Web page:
18. Regardless of whether the activity amounts to an internationally wrongful act, a state may always attribute political responsibility for malicious state cyber activity and may always respond with retorsion (i.e. unfriendly acts not inconsistent with international law).
19. Where a state is subject to cyber activity that amounts to an internationally wrongful act, it may also invoke the international legal responsibility of the responsible state. States are responsible for internationally wrongful acts that can be attributed to them, including wrongful cyber activities. An internationally wrongful act can be attributed to a state if it was carried out by organs of the state, persons or entities empowered to exercise elements of governmental authority on behalf of that state, or agents acting on the instructions of, or under the direction or control of the state; or where the state acknowledges and adopts the act as its own. States may also be internationally responsible for aiding or assisting internationally wrongful cyber activity carried out by another state.
20. States should act in good faith and take care when attributing legal responsibility to another state for malicious cyber activity. While international law prescribes no clear evidential standard for attributing legal responsibility for internationally wrongful acts, a victim state must be sufficiently confident of the identity of the state responsible. What constitutes sufficient confidence in any case will depend on the facts and nature of the activity. While any legal attribution should be underpinned by a sound evidential basis, there is no general obligation on the attributing state to disclose that basis. However, a state may choose as a matter of policy to disclose specific information that it considered in making its attribution decision, and may be required to defend any such decision as part of international legal proceedings.
21. If State A attributes internationally wrongful cyber activity to State B, State A may demand reparation and guarantees of non-repetition and/or utilise peaceful dispute resolution mechanisms, including the International Court of Justice where available. State A may also respond with countermeasures against State B. Countermeasures are otherwise internationally wrongful acts that are permitted when undertaken to induce another state to comply with its obligations under international law. They may include, but are not limited to, cyber activities that would otherwise be prohibited by international law. Any countermeasure must:
a) be undertaken to induce compliance by the state in breach of international law;
b) be directed at the state responsible for the internationally wrongful act;
c) not rise to the level of use of force or breach peremptory norms of international law; and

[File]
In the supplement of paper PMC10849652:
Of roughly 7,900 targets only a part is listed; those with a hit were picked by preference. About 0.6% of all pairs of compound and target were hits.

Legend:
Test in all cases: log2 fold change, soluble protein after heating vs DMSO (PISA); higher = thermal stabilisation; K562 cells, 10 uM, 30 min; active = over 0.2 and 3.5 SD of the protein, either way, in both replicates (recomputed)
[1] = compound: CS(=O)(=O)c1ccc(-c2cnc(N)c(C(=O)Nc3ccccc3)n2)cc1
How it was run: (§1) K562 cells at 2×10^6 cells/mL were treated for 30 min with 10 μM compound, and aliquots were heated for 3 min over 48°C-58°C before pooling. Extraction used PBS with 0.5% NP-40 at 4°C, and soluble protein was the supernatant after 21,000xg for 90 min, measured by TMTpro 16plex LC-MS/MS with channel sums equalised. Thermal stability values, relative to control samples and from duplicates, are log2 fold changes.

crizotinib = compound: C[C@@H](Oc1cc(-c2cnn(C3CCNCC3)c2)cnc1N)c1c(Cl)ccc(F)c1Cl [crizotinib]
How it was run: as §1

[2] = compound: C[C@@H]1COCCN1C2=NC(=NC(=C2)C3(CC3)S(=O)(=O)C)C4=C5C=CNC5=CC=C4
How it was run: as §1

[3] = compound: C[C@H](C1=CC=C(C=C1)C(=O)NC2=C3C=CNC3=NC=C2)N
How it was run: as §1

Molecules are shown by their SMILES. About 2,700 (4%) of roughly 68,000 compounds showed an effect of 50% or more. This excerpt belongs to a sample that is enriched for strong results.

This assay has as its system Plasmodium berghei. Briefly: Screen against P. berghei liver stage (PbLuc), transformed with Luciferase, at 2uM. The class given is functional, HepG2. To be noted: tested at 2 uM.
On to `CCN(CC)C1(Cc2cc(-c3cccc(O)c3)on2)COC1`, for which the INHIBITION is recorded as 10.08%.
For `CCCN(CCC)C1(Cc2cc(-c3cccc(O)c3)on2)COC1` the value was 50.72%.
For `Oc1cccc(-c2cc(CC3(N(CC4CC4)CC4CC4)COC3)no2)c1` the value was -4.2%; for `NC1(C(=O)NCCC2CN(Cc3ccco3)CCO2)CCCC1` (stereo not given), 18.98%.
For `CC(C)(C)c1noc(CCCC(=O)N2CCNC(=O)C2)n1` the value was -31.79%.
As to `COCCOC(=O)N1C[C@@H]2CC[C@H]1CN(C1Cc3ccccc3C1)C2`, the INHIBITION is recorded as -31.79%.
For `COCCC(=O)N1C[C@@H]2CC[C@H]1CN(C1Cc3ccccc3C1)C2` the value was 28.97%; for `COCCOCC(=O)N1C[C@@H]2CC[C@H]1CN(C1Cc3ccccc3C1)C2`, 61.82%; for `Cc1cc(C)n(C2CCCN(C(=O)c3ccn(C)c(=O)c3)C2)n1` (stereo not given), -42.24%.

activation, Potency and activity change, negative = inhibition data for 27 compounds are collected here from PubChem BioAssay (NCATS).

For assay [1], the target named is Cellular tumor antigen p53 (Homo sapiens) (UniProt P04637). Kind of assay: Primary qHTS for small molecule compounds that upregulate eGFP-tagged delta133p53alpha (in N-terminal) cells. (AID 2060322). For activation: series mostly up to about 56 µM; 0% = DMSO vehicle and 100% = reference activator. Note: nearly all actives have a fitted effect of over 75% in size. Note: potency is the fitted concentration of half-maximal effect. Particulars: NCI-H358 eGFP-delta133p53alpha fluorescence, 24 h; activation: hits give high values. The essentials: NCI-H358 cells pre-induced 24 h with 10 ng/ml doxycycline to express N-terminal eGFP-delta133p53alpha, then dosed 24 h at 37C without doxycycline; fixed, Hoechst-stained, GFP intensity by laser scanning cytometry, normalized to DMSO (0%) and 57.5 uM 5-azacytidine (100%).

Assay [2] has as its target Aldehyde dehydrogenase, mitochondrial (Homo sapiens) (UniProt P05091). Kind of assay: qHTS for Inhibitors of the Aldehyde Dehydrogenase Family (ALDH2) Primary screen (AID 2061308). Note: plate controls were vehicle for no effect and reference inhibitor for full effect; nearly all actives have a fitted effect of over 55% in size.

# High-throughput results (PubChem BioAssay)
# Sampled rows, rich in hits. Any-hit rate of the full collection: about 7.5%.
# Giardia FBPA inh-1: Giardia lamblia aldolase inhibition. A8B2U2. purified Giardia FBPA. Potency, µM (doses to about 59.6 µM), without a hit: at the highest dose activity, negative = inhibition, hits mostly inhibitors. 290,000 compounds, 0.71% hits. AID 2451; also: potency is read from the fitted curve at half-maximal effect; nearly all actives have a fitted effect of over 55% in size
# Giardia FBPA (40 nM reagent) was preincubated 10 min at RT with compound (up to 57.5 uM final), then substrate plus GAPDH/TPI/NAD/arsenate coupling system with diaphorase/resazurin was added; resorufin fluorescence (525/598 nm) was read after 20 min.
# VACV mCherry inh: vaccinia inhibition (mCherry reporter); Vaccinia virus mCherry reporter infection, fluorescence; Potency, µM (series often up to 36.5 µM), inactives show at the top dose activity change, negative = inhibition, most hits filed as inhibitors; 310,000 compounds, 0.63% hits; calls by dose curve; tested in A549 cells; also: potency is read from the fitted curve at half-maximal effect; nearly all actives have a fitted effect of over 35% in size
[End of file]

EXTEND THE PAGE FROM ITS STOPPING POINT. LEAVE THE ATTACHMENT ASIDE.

d) be necessary and proportionate.
22. Given the collective interest in the observance of international law in cyberspace, and the potential asymmetry between malicious and victim states, New Zealand is open to the proposition that victim states, in limited circumstances, may request assistance from other states in applying proportionate countermeasures to induce compliance by the state acting in breach of international law. In those circumstances, collective countermeasures would be subject to the same limitations set out above.
23. Where malicious cyber activity gives rise to a situation leading to international friction or a dispute endangering the maintenance of peace and security, any UN Member State may bring the situation or dispute to the attention of the UN Security Council and/or General Assembly.
24. A state subjected to malicious cyber activity amounting to an armed attack has further recourse to the inherent right of individual and/or collective self-defence in accordance with Article 51 of the UN Charter. The right to self-defence also arises when an armed attack is imminent, including by cyber means. Any exercise of that right:
a) may include, but is not limited to, cyber activities; and
b) must be consistent with relevant UN Charter and customary international law obligations, including notification to the United Nations, necessity, and proportionality.
International Humanitarian Law
25. In situations of armed conflict, international humanitarian law applies to cyber activities. A cyber activity may constitute an “attack” for the purposes of international humanitarian law where it results in death, injury, or physical damage, including loss of functionality, equivalent to that caused by a kinetic attack. All cyber “attacks” must comply with the principles of military necessity, humanity, proportionality and distinction.
International Human Rights Law
26. International human rights law applies to cyber activities. States must comply with their obligations to protect and respect human rights online, including the right to freedom of expression and the right not to be subjected to arbitrary and unlawful interference with privacy. States are obliged to respect and ensure human rights to those individuals within their territory and subject to their jurisdiction. The circumstances in which states exercise jurisdiction, through cyber means, over individuals outside their territory is currently unsettled and would benefit from further discussion in multilateral fora.